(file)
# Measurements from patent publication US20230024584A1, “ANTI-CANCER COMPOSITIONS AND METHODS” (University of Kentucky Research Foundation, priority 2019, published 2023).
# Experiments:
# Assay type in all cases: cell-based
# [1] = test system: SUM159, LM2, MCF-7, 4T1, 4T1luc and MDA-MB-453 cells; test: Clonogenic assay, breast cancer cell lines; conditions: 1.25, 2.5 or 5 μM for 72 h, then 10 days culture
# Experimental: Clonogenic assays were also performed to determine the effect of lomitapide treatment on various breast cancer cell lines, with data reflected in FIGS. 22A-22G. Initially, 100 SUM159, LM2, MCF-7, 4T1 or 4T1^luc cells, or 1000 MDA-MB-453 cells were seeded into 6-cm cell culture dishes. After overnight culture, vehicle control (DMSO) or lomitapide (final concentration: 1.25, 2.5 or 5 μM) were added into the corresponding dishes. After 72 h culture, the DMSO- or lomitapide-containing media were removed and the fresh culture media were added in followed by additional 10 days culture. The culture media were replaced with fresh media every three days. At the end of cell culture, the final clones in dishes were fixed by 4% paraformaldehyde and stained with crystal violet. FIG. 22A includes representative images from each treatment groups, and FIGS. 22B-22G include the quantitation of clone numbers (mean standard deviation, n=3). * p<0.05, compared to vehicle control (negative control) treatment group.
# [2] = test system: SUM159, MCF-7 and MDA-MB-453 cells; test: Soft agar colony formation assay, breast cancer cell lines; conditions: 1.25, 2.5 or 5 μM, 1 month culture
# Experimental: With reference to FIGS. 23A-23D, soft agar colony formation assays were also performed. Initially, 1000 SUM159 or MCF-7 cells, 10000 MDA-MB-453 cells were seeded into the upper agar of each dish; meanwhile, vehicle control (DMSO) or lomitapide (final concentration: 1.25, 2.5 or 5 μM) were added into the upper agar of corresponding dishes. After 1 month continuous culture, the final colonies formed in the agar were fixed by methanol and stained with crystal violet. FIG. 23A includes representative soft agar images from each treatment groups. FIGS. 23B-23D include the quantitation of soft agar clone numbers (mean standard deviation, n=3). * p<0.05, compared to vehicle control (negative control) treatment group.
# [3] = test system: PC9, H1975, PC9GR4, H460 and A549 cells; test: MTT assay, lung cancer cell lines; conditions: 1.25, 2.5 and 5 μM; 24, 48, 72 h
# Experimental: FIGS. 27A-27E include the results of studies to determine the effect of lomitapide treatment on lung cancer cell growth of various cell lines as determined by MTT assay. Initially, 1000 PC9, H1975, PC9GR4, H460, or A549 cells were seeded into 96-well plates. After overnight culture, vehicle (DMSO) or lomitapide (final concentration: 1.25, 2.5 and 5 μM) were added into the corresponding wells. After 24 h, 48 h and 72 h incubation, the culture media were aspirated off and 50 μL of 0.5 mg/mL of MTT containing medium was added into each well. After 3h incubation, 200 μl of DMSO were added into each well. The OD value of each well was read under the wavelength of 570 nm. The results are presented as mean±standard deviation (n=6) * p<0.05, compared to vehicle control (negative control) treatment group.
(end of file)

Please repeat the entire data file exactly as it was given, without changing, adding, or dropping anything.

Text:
# Measurements from patent publication US20230024584A1, “ANTI-CANCER COMPOSITIONS AND METHODS” (University of Kentucky Research Foundation, priority 2019, published 2023).
# Experiments:
# Assay type in all cases: cell-based
# [1] = test system: SUM159, LM2, MCF-7, 4T1, 4T1luc and MDA-MB-453 cells; test: Clonogenic assay, breast cancer cell lines; conditions: 1.25, 2.5 or 5 μM for 72 h, then 10 days culture
# Experimental: Clonogenic assays were also performed to determine the effect of lomitapide treatment on various breast cancer cell lines, with data reflected in FIGS. 22A-22G. Initially, 100 SUM159, LM2, MCF-7, 4T1 or 4T1^luc cells, or 1000 MDA-MB-453 cells were seeded into 6-cm cell culture dishes. After overnight culture, vehicle control (DMSO) or lomitapide (final concentration: 1.25, 2.5 or 5 μM) were added into the corresponding dishes. After 72 h culture, the DMSO- or lomitapide-containing media were removed and the fresh culture media were added in followed by additional 10 days culture. The culture media were replaced with fresh media every three days. At the end of cell culture, the final clones in dishes were fixed by 4% paraformaldehyde and stained with crystal violet. FIG. 22A includes representative images from each treatment groups, and FIGS. 22B-22G include the quantitation of clone numbers (mean standard deviation, n=3). * p<0.05, compared to vehicle control (negative control) treatment group.
# [2] = test system: SUM159, MCF-7 and MDA-MB-453 cells; test: Soft agar colony formation assay, breast cancer cell lines; conditions: 1.25, 2.5 or 5 μM, 1 month culture
# Experimental: With reference to FIGS. 23A-23D, soft agar colony formation assays were also performed. Initially, 1000 SUM159 or MCF-7 cells, 10000 MDA-MB-453 cells were seeded into the upper agar of each dish; meanwhile, vehicle control (DMSO) or lomitapide (final concentration: 1.25, 2.5 or 5 μM) were added into the upper agar of corresponding dishes. After 1 month continuous culture, the final colonies formed in the agar were fixed by methanol and stained with crystal violet. FIG. 23A includes representative soft agar images from each treatment groups. FIGS. 23B-23D include the quantitation of soft agar clone numbers (mean standard deviation, n=3). * p<0.05, compared to vehicle control (negative control) treatment group.
# [3] = test system: PC9, H1975, PC9GR4, H460 and A549 cells; test: MTT assay, lung cancer cell lines; conditions: 1.25, 2.5 and 5 μM; 24, 48, 72 h
# Experimental: FIGS. 27A-27E include the results of studies to determine the effect of lomitapide treatment on lung cancer cell growth of various cell lines as determined by MTT assay. Initially, 1000 PC9, H1975, PC9GR4, H460, or A549 cells were seeded into 96-well plates. After overnight culture, vehicle (DMSO) or lomitapide (final concentration: 1.25, 2.5 and 5 μM) were added into the corresponding wells. After 24 h, 48 h and 72 h incubation, the culture media were aspirated off and 50 μL of 0.5 mg/mL of MTT containing medium was added into each well. After 3h incubation, 200 μl of DMSO were added into each well. The OD value of each well was read under the wavelength of 570 nm. The results are presented as mean±standard deviation (n=6) * p<0.05, compared to vehicle control (negative control) treatment group.